Second, in the Baha'i view, close cooperation among the local population manifesting itself in participatory groups and organizations is a crucial requirement for the success of community development efforts of a sustainable and equitable nature. We believe that development can only be successful and self-sustaining if it draws upon -- and thereby enhances -- the creative energies, potential and initiative of individual men and women. It must function primarily as a local process, and rely on the full participation of community members in all aspects of this process. The development of a sound local economy through community involvement would help to reduce the problems of unemployment and urban migration that continue to plague so many countries in the Asian and Pacific region. Our conviction that a participatory system can succeed is based on practical experience which Baha'i communities in this region have gained in implementing projects based on local participation and initiative.
Third, we are convinced that women must participate actively in this local development process. For this reason, we welcome such initiatives as the Project on Women in Agriculture in Asia, described in last year's Report on Secretariat Activities in Support of the Substantial New Programme of Action. Moreover, Baha'is believe that while a high priority should be given to all education efforts, the education of women and girls should be accorded first priority. This is because -- and we quote again from the statement on peace -- "it is through educated mothers that the benefits of knowledge can be most effectively and rapidly diffused throughout society." Further, such an educational focus is an essential component in enhancing local-level self-reliance and self-sufficiency, since women constitute a crucial but often neglected element in the family and local economy. We suggest accordingly that ESCAP examine ways to increase further its efforts to improve the education of women in all areas of knowledge, including health, nutrition, agriculture, trades and professions.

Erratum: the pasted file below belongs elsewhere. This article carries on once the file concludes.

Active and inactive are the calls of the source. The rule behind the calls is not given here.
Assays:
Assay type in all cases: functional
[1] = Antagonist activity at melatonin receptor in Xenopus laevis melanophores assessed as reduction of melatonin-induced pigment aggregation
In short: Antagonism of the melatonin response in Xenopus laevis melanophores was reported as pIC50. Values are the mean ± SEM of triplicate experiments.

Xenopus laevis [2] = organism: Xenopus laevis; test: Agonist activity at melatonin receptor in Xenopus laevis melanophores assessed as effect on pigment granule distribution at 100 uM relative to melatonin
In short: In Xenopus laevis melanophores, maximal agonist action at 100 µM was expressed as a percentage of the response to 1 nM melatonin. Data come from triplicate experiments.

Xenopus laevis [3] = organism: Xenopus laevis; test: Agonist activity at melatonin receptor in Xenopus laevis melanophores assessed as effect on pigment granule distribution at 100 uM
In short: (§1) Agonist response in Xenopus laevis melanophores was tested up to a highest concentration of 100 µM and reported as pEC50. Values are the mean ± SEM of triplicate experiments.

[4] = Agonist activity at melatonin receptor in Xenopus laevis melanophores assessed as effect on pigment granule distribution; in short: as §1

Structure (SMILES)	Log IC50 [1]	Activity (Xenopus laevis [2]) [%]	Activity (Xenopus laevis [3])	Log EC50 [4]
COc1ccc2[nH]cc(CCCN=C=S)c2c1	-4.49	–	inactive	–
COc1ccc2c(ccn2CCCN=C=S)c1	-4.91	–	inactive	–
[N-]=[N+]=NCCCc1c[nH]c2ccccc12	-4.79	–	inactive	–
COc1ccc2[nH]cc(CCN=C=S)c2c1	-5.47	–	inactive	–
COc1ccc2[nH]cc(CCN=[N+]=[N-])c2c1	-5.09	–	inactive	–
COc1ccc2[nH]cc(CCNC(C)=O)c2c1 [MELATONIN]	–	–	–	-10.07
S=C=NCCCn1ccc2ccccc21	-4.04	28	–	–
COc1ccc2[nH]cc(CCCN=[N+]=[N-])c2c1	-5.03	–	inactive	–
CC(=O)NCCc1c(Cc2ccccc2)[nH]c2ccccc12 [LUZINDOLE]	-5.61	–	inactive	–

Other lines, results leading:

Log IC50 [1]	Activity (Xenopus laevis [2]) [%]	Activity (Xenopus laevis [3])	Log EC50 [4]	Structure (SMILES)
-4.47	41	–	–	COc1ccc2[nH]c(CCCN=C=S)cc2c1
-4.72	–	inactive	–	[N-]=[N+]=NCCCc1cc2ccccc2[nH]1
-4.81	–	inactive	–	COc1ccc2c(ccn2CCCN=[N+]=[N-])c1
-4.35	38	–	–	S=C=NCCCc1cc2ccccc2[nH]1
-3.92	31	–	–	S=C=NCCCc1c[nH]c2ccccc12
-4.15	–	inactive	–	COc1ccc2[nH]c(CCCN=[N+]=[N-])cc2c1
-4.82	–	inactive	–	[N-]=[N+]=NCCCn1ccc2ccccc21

Finally, cooperation between countries is essential in eradicating the gross inequalities among nations that continue to destabilize the world. A new level of conscious recognition of world community must be brought about in order for developed and developing countries to be willing to cooperate in eradicating non-tariff and other trade barriers, for developed countries to meet and surpass the Strategy's goals for official development assistance, and for technologically advanced nations to share their technology and expertise with less developed countries.
The development of an attitude of cooperation at all the levels to which we have referred requires, we believe, universal education in the truth of human unity. Education in the concept of local, national and world citizenship should be a priority of development efforts and should be aimed at all sectors of society. An increasing number of Baha'i-sponsored educational activities in Asian and Pacific countries and other nations around the world are already offering this type of education to children of all faiths and backgrounds.
To conclude, we applaud ESCAP's important efforts to facilitate and coordinate the implementation of the Development Strategy. The goals of the Decade will also continue to be a high priority for Baha'i communities in the region as they work to enhance cooperative and development efforts at every level.